Biomimetic Materials

Life Lessons: Architects turn to biology for solutions to all that ails us.
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Architectural Record

Learning Objectives:

  1. Differentiate biomimicry from related concepts such as biophilia, biomorphism, and bio-utilization.
  2. Explain how biomimetic materials can sequester carbon.
  3. Discuss the role of additive manufacturing techniques in the fabrication of biomimetic materials.
  4. Describe biomimetic construction assemblies that can improve building performance and enhance occupant comfort.


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The earth’s biological materials and the processes through which they’re generated represent the fruits of about 3.8 billion years of research and development. As our species approaches the limits of the earth’s carrying capacity, there’s a lot humans can learn from them. That’s the basic premise of biomimicry—design inspired by the way functional challenges have been solved in biology.


Jenny Sabin’s Ada, a digitally knitted enclosure, is equipped with sensors enabling its photo-luminescent fibers to transform and respond to visitors.

Biomimicry’s emphasis on problem solving distinguishes it from related concepts, such as biophilia (the hypothesis that humans have an innate need for connections with nature and other forms of life), biomorphism (design based on nature’s shapes and forms), bio-utilization (the direct use of nature—in green infrastructure, for instance), and bio-inspired design (a catch-all). The ideas these terms represent are distinct yet compatible, and a given scheme may combine more than one of them.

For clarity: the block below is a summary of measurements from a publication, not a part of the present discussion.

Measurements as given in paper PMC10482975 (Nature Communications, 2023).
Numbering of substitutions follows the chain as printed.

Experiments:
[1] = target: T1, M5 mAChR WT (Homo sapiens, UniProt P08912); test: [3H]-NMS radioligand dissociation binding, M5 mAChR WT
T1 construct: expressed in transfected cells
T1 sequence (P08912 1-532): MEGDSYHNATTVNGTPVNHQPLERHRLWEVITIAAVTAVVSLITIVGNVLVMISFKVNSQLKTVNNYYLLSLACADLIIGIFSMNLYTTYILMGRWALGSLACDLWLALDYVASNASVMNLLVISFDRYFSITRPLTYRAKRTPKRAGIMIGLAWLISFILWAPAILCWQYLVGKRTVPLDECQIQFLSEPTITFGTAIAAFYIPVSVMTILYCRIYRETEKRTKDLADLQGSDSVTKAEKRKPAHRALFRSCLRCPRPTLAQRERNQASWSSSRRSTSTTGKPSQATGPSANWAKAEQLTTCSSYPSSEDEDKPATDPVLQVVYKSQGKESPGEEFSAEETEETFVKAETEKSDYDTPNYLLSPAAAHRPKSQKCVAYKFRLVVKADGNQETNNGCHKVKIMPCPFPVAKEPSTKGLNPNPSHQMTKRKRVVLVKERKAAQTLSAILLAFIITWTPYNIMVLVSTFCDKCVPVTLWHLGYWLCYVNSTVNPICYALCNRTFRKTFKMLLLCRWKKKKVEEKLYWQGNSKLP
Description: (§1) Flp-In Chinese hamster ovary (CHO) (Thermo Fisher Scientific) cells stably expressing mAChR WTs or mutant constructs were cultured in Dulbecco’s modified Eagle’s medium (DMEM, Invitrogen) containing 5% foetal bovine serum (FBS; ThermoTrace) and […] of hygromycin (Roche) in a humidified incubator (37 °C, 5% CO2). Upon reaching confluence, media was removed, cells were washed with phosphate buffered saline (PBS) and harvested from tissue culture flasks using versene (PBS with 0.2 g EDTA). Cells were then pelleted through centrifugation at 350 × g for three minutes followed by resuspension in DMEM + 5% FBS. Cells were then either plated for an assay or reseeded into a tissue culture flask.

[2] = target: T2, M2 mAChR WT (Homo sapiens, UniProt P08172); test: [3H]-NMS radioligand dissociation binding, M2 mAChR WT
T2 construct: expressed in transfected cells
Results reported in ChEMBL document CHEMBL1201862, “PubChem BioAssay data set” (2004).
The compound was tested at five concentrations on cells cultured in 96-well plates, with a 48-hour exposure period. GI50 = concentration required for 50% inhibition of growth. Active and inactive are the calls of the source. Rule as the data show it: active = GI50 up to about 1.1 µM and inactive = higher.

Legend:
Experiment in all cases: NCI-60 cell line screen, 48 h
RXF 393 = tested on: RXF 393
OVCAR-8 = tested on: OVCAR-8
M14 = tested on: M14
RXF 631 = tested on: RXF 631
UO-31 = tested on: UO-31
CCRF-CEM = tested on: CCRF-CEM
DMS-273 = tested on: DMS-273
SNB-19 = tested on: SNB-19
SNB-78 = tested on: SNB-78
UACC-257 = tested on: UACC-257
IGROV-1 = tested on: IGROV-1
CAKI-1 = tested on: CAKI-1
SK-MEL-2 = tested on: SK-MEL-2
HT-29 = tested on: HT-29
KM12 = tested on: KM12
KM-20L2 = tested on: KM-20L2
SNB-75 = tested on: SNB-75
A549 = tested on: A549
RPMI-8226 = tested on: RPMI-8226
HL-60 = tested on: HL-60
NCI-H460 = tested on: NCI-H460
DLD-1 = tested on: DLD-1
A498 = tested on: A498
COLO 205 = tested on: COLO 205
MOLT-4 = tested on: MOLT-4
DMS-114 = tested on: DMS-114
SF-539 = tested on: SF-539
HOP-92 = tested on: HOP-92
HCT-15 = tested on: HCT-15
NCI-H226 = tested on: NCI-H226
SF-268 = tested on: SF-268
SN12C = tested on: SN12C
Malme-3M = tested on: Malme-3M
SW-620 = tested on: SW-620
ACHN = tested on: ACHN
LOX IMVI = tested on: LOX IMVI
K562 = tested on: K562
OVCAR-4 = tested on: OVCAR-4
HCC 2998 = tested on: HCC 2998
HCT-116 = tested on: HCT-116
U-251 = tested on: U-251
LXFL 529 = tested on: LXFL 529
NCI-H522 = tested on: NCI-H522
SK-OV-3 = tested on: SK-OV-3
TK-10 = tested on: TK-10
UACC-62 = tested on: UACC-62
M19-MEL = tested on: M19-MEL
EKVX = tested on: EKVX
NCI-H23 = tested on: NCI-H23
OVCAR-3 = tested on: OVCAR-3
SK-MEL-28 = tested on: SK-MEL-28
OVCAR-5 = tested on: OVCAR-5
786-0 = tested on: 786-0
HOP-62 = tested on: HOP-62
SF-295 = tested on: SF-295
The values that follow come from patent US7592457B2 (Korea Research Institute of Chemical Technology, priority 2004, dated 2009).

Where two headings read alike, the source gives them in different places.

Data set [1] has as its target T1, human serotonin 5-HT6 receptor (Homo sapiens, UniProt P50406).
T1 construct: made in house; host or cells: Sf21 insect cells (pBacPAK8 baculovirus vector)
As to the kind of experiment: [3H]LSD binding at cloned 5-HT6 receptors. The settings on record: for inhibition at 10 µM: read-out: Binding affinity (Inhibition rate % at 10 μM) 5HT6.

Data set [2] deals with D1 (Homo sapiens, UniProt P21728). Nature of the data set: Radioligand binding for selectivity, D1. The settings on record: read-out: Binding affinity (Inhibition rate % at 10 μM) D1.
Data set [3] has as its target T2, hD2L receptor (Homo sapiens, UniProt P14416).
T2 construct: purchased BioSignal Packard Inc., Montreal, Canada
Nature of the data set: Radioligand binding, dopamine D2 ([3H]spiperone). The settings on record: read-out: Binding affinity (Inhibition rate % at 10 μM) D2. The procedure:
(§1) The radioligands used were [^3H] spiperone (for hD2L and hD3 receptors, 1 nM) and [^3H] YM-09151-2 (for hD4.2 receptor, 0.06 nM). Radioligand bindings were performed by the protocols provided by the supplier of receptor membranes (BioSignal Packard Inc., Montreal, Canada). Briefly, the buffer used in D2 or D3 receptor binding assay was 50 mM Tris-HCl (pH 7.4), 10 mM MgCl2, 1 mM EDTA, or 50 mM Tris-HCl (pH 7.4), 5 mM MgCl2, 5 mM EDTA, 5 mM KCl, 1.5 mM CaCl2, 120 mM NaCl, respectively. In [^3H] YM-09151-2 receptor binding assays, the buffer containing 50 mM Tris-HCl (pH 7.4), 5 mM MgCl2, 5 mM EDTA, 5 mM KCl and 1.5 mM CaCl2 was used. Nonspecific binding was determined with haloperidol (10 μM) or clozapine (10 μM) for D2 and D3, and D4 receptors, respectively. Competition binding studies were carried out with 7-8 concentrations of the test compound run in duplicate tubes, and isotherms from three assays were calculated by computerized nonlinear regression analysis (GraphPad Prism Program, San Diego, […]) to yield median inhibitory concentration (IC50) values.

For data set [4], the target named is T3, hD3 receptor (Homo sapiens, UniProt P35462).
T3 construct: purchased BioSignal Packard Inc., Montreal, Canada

Biomimicry can generate solutions to a gamut of design challenges ranging from green chemistry to organizational development. But of particular interest for architects are biomimetic construction materials and the ways they are leading to more sustainable—and even regenerative—buildings. For example, looking to nature for ways to curb runaway carbon emissions reveals that biological processes kept pre-anthropogenic levels of atmospheric carbon dioxide confined within a narrow band for hundreds of thousands of years. That’s probably because, as CO2levels increased, blooms of coccoliths—marine microorganisms that form their skeletons from calcium carbonate, and become limestone when they die—transferred carbon from the atmosphere to the earth’s crust, regulating the balance. “Biology would solve the problem of climate change by making a lot more stuff out of atmospheric carbon,” says Michael Pawlyn, author of Biomimicry in Architecture and founding principal at London-based Exploration Architecture.